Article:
A: When we were shooting this scene, I told Ziyi and Tony — When I was doing research on this film, when I attended all these demonstrations, there’s one characteristic about those martial artists that’s very distinctive. They have a certain kind of animal quality in their moves. So it can be an old gentleman or a worker in a train station, and they look normal. But when they’re doing a demonstration, they’re a different person. You can feel the chi is very dangerous. They become something else. So the challenge in a way between these two persons is you have to convey that it’s not only about the physical attraction between a man and a woman. It’s also two panthers. Very beautiful. There’s a danger in it. What makes this fight so memorable for them is they meet their equal. They find each other.

Q: Later, when Ip Man is in Hong Kong and meets a formidable opponent, he says it’s as rare as meeting a friend.

A: You’re very grateful to have someone that is an equal. Especially at the time, when they are in exile. They are two lost souls in a foreign land. The sound of the razor is something to remind them of who they were and who they are. It’s something even for the people in the streets, it’s like this is our glory. This is a reminder of our best time.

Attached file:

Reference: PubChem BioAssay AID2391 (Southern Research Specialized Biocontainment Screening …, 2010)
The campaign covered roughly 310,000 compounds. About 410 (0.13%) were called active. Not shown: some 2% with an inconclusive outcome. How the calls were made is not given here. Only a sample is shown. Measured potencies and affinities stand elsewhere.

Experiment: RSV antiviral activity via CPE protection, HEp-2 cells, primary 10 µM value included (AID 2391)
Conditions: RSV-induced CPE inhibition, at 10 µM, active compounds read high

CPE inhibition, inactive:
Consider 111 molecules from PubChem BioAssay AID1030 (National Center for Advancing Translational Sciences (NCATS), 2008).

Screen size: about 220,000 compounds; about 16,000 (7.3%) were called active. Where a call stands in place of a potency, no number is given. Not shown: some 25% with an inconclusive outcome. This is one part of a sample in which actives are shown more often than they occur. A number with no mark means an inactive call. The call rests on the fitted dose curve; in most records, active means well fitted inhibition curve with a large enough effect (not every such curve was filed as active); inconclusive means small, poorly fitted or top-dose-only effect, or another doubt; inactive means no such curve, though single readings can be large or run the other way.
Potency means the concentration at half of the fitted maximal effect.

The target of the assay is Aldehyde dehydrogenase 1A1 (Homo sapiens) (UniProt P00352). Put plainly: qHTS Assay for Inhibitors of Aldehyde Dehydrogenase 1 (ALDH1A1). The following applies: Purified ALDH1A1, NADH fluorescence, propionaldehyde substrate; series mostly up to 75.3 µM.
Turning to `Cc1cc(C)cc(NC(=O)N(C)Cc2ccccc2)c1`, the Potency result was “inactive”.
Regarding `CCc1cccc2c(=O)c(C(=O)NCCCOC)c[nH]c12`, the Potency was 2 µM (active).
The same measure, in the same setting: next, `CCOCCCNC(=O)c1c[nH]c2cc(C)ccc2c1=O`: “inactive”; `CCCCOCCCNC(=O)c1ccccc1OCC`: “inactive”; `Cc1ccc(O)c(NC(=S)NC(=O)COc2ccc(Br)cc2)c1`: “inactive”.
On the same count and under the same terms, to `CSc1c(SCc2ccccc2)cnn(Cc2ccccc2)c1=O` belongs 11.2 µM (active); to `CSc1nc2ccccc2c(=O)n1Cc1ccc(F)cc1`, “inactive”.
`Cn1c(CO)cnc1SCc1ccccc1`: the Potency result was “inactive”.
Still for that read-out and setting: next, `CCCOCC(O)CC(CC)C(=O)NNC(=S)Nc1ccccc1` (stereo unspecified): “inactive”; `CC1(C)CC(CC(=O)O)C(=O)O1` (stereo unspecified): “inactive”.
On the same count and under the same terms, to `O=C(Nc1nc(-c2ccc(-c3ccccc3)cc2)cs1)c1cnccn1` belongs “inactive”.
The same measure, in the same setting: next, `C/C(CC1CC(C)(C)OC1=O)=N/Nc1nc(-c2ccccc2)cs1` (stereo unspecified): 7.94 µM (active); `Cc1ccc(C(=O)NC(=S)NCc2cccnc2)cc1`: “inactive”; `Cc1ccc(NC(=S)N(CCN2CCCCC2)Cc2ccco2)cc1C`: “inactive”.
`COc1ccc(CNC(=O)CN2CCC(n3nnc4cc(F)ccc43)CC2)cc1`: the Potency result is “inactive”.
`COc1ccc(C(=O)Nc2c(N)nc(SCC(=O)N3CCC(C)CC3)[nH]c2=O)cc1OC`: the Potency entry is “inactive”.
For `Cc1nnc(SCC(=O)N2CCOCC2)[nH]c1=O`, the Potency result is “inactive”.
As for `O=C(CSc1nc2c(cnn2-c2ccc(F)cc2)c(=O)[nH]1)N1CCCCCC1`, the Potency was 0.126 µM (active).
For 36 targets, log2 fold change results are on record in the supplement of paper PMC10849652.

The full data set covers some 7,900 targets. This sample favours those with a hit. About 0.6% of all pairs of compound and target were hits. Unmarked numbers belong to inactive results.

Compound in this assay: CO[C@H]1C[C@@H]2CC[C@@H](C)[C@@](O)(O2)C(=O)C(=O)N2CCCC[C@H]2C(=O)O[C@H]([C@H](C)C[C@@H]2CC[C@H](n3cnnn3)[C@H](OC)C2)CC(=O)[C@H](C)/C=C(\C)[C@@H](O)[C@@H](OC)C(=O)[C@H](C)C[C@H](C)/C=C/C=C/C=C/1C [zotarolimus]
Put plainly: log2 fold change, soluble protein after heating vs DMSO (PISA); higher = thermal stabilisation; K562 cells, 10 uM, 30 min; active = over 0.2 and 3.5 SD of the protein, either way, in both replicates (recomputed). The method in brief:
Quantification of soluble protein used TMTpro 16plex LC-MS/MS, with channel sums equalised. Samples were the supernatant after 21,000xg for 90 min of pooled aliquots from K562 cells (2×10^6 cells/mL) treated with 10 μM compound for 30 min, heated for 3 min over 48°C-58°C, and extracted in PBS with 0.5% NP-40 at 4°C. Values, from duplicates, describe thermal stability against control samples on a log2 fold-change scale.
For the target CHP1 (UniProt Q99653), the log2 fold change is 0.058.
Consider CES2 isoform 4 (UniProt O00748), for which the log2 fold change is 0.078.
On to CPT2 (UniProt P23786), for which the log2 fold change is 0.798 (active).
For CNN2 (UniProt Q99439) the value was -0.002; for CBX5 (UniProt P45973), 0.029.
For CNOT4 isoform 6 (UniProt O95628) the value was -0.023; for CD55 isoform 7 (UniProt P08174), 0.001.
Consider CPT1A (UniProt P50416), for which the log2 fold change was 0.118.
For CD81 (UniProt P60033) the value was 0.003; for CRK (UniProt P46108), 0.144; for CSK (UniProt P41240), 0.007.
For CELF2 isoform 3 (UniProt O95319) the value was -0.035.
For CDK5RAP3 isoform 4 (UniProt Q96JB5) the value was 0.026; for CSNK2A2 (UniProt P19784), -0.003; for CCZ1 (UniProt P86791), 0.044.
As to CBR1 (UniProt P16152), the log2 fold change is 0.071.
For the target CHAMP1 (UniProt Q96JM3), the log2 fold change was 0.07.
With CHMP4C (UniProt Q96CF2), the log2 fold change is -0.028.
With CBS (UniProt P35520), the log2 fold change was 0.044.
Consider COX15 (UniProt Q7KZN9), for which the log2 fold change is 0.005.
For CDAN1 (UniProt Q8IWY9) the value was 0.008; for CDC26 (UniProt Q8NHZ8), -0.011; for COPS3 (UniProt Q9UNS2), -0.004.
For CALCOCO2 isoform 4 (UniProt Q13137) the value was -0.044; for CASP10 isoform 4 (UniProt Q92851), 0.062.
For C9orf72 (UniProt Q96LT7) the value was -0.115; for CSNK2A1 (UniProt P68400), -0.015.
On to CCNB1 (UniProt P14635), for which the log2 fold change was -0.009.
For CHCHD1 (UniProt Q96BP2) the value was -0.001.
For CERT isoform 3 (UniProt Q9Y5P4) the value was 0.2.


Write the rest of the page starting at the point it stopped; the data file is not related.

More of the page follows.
Q: When Ip Man punches a man into a wall, why did you zoom in on a nail flying out in slow motion?

A: Is it a fetish? [laughs] I think that’s what makes the difference. How can you deliver the power of a punch? I just don’t want to do it over-the-top, like big explosions and smashing windows. It’s too normal. If you want to show the power, even a nail, when you look closely, gives you a sense of the power.

Q: How did you shoot that scene?

A: We shot it with a phantom camera, so that means you shoot with 500 frames per second or sometimes 1000 frames per second. So when you look at the waterdrops, it’s like, ooooh. [Wong also filmed a kung fu sequence in the rain, with crisp splashes and vivid drops of water.]